HOW A VACCINE IS MADE
- The COVID-19 vaccine was created in under a year. Despite this, NO safety shortcuts were taken.
- There is no live COVID-19 virus in the vaccine so you will not get COVID from getting vaccinated.
3 COMPONENTS OF A VACCINE FORMULATION
1. The antigen – Picking one or more components of the disease-causing organism that you want to mount an immune response to
2. The adjuvant – Generates signals that will fully trigger the immune response to those antigens
3. The delivery vehicle for the vaccine – How the vaccine is delivered to cells in the body (a key element to ensure successful vaccination)
HOW DO WE KNOW IT’S SAFE?
- The mRNA, lipid-nanoparticles and viral vector technologies used in the vaccines have been developed and studied for decades
- Strong collaboration at an international level allowed for zero funding barriers in implementing the necessary clinical trials
- Large and robust clinical trials due to high number of COVID-19 cases allowed for more information gathered in studies
HOW A VACCINE WORKS
Your immune system plays a primary role in infection, disease, allergy, and many other elements of everyday life. It is broken down into 3 lines of defense:
1. PHYSICAL: Prevent pathogens from entering the body (eg. skin, mucus)
2. IMMUNE CELLS: AKA White Blood Cells, which create “knee-jerk” reactions to get the invader out of the body as soon as possible
3. ADAPTIVE IMMUNE SYSTEM: Learn about the pathogen and attempt to destroy it in very specific ways by identifying its weaknesses and releasing targeted “ammunition”
If a pathogen manages to outsmart this line of defense, it can replicate and cause harm to the person infected. BUT cells have the ability to remember things about pathogens and how to destroy them. Vaccines help by creating immune memory, which allows the immune system to learn exactly how to defeat the pathogen when it comes into contact with it. (This is why the second dose is extra important: it helps with immune memory!)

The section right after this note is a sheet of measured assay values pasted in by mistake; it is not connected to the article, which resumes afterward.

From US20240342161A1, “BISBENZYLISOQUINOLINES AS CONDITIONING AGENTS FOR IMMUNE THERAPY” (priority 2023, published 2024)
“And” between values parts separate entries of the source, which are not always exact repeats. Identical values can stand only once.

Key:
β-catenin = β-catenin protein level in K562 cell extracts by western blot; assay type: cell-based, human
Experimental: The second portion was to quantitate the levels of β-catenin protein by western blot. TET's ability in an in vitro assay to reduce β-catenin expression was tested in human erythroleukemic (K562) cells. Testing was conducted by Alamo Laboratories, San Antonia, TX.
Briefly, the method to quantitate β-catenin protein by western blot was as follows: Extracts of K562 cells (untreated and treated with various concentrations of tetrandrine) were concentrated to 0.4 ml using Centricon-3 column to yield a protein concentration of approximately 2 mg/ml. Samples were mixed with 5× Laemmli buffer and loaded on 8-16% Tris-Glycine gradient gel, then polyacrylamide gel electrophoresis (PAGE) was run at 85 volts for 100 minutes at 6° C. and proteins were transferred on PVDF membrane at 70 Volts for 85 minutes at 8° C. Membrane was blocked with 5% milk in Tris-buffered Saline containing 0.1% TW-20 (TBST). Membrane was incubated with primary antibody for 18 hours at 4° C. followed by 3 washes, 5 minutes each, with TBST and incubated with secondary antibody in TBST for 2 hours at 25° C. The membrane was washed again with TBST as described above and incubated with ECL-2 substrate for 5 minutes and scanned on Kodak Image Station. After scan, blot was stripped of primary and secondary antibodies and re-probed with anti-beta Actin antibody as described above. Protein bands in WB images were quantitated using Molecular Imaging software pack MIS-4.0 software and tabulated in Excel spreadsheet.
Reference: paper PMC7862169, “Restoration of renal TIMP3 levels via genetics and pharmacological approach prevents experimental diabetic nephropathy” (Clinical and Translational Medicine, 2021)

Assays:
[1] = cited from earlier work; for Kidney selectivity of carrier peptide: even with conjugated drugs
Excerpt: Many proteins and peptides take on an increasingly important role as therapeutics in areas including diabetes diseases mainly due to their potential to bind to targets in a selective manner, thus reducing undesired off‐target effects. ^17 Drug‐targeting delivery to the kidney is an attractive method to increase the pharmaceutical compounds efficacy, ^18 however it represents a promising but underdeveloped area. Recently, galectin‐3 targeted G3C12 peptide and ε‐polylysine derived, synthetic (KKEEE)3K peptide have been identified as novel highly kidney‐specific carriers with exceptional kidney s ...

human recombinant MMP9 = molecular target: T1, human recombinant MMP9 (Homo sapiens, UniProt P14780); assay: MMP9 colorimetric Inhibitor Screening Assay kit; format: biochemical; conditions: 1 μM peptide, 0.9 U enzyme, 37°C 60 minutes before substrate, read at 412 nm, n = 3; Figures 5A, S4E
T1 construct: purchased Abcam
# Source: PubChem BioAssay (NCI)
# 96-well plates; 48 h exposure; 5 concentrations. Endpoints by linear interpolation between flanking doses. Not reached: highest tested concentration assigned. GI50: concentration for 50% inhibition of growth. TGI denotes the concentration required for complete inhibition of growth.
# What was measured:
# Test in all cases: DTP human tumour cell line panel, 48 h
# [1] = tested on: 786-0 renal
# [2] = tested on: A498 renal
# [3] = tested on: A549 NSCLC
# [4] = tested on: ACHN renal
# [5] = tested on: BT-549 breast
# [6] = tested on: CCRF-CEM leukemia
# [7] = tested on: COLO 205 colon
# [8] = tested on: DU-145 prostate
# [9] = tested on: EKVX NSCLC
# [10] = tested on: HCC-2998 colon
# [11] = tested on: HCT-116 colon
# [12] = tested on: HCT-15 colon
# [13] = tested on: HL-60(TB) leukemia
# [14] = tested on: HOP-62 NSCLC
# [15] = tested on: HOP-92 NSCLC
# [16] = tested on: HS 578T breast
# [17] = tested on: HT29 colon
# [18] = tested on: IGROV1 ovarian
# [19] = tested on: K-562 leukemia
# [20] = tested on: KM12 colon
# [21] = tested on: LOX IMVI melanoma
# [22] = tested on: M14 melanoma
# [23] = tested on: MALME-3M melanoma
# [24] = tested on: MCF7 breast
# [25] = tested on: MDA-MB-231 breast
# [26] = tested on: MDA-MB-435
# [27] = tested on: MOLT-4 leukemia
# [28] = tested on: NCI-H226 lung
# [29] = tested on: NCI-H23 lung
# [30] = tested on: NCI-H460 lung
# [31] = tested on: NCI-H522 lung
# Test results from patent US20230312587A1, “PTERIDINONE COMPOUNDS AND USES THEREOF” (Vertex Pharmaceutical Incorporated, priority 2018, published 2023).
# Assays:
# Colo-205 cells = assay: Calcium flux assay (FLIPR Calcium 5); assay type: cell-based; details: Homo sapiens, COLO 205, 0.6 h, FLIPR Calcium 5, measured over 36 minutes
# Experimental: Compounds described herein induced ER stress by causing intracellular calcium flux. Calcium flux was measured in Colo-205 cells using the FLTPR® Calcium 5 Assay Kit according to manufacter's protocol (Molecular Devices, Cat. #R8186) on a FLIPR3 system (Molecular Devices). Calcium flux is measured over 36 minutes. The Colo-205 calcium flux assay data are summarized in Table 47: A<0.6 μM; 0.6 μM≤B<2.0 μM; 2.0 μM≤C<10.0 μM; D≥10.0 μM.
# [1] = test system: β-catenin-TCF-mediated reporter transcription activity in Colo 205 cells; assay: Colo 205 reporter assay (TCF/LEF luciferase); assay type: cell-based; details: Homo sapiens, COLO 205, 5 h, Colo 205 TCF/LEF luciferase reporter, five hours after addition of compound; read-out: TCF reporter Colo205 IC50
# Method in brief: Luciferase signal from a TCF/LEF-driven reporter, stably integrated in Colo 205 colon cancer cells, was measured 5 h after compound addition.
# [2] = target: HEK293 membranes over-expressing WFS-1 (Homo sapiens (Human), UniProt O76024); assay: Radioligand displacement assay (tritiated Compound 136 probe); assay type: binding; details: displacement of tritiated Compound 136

For a great video that describes vaccinations and the immune system in further detail, click here.
WHO SHOULD GET THE VACCINE
In Canada, the COVID-19 vaccine is safe and effective for most people 12 years and older. However, some may be allergic to a component of the vaccine:
- Polyethylene Glycols (PEGs) – Pfizer, Moderna
(A common ingredient in cosmetics, skin care, cleaning products and baby wipes)
- Polysorbate 80 – AstraZeneca
(Can be found in foods, cosmetics, vitamins, and medications)
- Tromethamine – Moderna
(Found in nonsteroidal anti-inflammatory drug (NSAID) Ketorolac (brand name Toradol)
- Common side effects include pain, redness and swelling at the injection site, chills, fatigue, joint pain, headache, mild fever, and muscle aches
- Side effects can be a sign that the vaccine is working! They are caused by the body’s natural inflammatory response that works to build immunity against the disease
The UBC Microbiology and Immunology Student Association (MISA) also created an animation about why it's important for people to get vaccinted! You can check out their video here.
WHY GET VACCINATED?
- Reduces your risk of severe illness and dying from COVID-19 infection
- Helps to generate community immunity which protects the young and old who themselves have a limited ability to respond to the virus
- Reduces your chance of being an incubator for the virus: the more the virus replicates, the greater chance it will mutate
WHY GET TWO DOSES?
- In Canada, two doses of the mRNA (Moderna, Pfizer) and AstraZeneca vaccines give you a much higher level of protection that lasts longer
- Two doses help you generate long-lived memory cells that remember the SARS-Cov-2 virus and are ready to fight should you get infected
- You will be better protected against the virus and the known variants than with one or no doses
HOW TO GET VACCINATED IN BC
Visit Gov BC and register for a time in a location that is easiest for you!
For more information on COVID-19 and the vaccine, visit these health resources:
- COVID-19 Vaccine Info Session with Dr. Maria Tokuyama
- UBC's COVID Research
- Science Explained
- BC Center for Disease control (BC-CDC)
- BC Health
- World Health Organization (WHO)
Vaccination info put together with help from resource links and Dr. Pauline Johnson in the Department of Microbiology and Immunology.